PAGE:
Why would deep sea bacteria be luminescent? One possible explanation is that they become attractive to animals that at these depths are very photosensitive. Being swallowed by one of these creatures would give the bacteria a temporary oasis of nutrient-rich conditions before another long dip in the abyssal black.

Dr Rodriguez-Valera’s paper, entitled, “Metagenomics of the Deep Mediterranean, a Warm Bathypelagic Habitat,” appears in the online, open-access journal PLoS ONE on September 19.

Andrew Hyde | alfa
Further information:
http://www.plosone.org/doi/pone.0000914

More articles from Earth Sciences:

nachricht Scientists turn carbon emissions into usable energy
21.01.2019 | Ulsan National Institute of Science and Technology (UNIST)

nachricht Ten-year anniversary of the Neumayer Station III
18.01.2019 | Alfred-Wegener-Institut, Helmholtz-Zentrum für Polar- und Meeresforschung

All articles from Earth Sciences >>>

The most recent press releases about innovation >>>

Die letzten 5 Focus-News des innovations-reports im Überblick:

Im Focus: Bifacial Stem Cells Produce Wood and Bast

Heidelberg researchers study one of the most important growth processes on Earth

So-called bifacial stem cells are responsible for one of the most critical growth processes on Earth – the formation of wood.

Im Focus: Energizing the immune system to eat cancer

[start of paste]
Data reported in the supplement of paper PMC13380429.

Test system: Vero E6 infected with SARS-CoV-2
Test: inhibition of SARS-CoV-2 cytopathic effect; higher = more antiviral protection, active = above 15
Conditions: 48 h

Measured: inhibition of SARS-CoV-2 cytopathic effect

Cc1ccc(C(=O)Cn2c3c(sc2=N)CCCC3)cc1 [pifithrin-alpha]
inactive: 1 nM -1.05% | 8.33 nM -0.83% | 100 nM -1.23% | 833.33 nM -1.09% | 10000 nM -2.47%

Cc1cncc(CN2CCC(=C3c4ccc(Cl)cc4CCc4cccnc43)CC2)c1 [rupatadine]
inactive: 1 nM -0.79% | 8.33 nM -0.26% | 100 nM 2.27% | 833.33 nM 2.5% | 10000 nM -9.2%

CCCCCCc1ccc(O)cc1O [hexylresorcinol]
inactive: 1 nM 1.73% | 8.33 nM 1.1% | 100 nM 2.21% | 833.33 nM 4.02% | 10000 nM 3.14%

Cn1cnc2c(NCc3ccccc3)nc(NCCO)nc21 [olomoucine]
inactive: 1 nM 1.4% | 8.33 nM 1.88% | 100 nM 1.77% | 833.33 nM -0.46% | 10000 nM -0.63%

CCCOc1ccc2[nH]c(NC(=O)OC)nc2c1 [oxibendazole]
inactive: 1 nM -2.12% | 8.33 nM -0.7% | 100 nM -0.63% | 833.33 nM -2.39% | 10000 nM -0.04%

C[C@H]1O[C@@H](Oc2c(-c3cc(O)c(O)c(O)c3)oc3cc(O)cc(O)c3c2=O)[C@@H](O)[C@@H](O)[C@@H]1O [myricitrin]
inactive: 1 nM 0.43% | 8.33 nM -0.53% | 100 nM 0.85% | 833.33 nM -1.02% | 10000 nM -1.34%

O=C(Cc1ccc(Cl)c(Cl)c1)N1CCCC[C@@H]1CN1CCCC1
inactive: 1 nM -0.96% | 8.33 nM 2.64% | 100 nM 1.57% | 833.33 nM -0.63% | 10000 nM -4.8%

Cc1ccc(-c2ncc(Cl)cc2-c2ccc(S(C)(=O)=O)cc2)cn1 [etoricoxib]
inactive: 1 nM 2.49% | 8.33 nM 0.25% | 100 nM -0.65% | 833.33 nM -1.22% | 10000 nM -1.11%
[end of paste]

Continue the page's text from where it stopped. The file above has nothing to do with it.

Abramson Cancer Center study identifies method of priming macrophages to boost anti-tumor response

Immune cells called macrophages are supposed to serve and protect, but cancer has found ways to put them to sleep. Now researchers at the Abramson Cancer...

Im Focus: Ten-year anniversary of the Neumayer Station III

The scientific and political community alike stress the importance of German Antarctic research

Joint Press Release from the BMBF and AWI

The Antarctic is a frigid continent south of the Antarctic Circle, where researchers are the only inhabitants. Despite the hostile conditions, here the Alfred...

Im Focus: Ultra ultrasound to transform new tech

World first experiments on sensor that may revolutionise everything from medical devices to unmanned vehicles

The new sensor - capable of detecting vibrations of living cells - may revolutionise everything from medical devices to unmanned vehicles.

Im Focus: Flying Optical Cats for Quantum Communication

Dead and alive at the same time? Researchers at the Max Planck Institute of Quantum Optics have implemented Erwin Schrödinger’s paradoxical gedanken experiment employing an entangled atom-light state.

In 1935 Erwin Schrödinger formulated a thought experiment designed to capture the paradoxical nature of quantum physics. The crucial element of this gedanken...

All Focus news of the innovation-report >>>

Anzeige

Anzeige

VideoLinks
Industry & Economy
Event News

Our digital society in 2040

16.01.2019 | Event News

11th International Symposium: “Advanced Battery Power – Kraftwerk Batterie” Aachen, 3-4 April 2019

14.01.2019 | Event News

ICTM Conference 2019: Digitization emerges as an engineering trend for turbomachinery construction

12.12.2018 | Event News

 
Latest News

How our cellular antennas are formed

22.01.2019 | Life Sciences

Proposed engineering method could help make buildings and bridges safer

22.01.2019 | Architecture and Construction

Bifacial Stem Cells Produce Wood and Bast

22.01.2019 | Life Sciences

VideoLinks
Science & Research
Overview of more VideoLinks >>>